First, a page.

People leave the church. Sometimes they leave because they move out of town or have an opportunity to better serve or be served at a different church in town. And while those are emotional departures because of the relationships formed over time, the heartache of a healthy departure pales in comparison to the agony caused by people who leave the church angry.
Since I’ve been here at Christ Church, a consistent pattern shows up every time someone leaves the church because they are angry or hurt. At some point, a person is legitimately hurt or disappointed by someone else in the church, usually in leadership. Over time that pebble turns into a mudslide as those hurts are never addressed in a healthy manner. This leads to a deepening frustration with the church that drives individuals or couples into isolation, culminating in a decision to leave that never had to be made.
Life in community provides significant and needed help for us when we are hurt by others. As we share our story with others who know us, they can encourage us to take our grievances to those who have wronged us when there is a legitimate offense. And when the pain causes us to see things through a distorted lens, we are helped by having a community around us who can help us to see that what we are seeing isn’t reality.
I had one leader in our church tell me after he left suddenly several years ago that the reason he didn’t talk about what he was feeling was a well-intended desire to avoid gossip. And while I genuinely appreciated his desire to not throw other leaders under the bus, the reality is that he needed to talk about it with other people. This became obvious in the course of our conversation when he admitted that the factors that led to his decision were filtered through personal and professional pain that distorted how he saw the world around him, including the life of our church. But until we had the conversation after his decision had been made, he never took advantage of the opportunity to talk through his issues and have someone listen to him.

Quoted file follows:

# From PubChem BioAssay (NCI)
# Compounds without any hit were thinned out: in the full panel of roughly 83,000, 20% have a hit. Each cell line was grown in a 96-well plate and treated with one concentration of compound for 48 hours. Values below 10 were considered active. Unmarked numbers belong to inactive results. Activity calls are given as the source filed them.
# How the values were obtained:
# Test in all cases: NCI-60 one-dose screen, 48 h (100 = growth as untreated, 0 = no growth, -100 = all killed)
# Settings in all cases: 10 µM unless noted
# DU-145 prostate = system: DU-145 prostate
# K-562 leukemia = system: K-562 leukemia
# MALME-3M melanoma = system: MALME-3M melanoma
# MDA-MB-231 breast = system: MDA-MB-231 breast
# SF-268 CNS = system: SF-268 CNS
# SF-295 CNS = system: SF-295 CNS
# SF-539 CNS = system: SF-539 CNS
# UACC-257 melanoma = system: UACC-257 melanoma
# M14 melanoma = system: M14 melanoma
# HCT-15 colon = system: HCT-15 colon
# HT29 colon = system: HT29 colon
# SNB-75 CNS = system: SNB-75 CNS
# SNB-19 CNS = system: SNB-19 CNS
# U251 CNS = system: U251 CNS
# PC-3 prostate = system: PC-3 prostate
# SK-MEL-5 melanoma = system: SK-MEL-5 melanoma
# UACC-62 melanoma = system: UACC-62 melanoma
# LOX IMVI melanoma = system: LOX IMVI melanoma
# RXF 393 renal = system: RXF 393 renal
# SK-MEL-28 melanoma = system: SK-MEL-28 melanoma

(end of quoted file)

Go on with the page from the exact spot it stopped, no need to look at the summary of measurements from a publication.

Is there ever a reason to leave a church? In fact, there is. Similar to the biblical license for seeking a divorce in marriage, there are grounds for a member to divorce our church. Those reasons include a failure to preach the gospel and patterns of unrepentant sin by the elders of the church. But in the same way that we remain committed to our spouses as we are hurt by their sin and sinfulness, so also we would do well to remain committed to the church when we are disappointed and damaged by the sin and sinfulness of others.
As broken individuals-in-community, we should not be shocked by the presence of sin in our midst. It should grieve us and we should lovingly seek to bring people to repentance and faith in the work of Jesus. But when we leave the church when there is no need to leave, we effectively short-circuit the work of the gospel by never giving the person who hurt us an opportunity to repent and never giving ourselves the opportunity to live in the freedom of granting forgiveness and journeying together towards heaven.
Here are some practical steps to take when you feel ready to walk away from your marriage or our church (from Real Marriage by Mark and Grace Driscoll):
- Commit to fight well. If you love the people around you, you’ll fight. If you love Jesus, you’ll learn to fight well.
- Don’t fight dirty. Don’t resort to criticism by attacking this other person’s character or personality. Don’t give in to contempt by displaying disgust through name-calling, mocking, condescening humor, or provoking the other person. Don’t hide behind defensiveness by refusing to apologize or back down from the conflict. Don’t settle for stonewalling by ignoring the issue and living lonely, separate lives.
- Repent of your sin. There has never been a relationship where only one side wronged the other. Your actions in your situation is not the exception to this rule.
- Ask for forgiveness quickly and grant forgiveness quickly. Respond to sin the God has responded to your sin.
- Beware of bitterness. Deal with the root of the issue.
- Fight as friends. Make sure this other person knows that you are committed to the relationship. Ask God to give you wisdom while you fight. If you can’t resolve the issue, get a referee and let them make the call.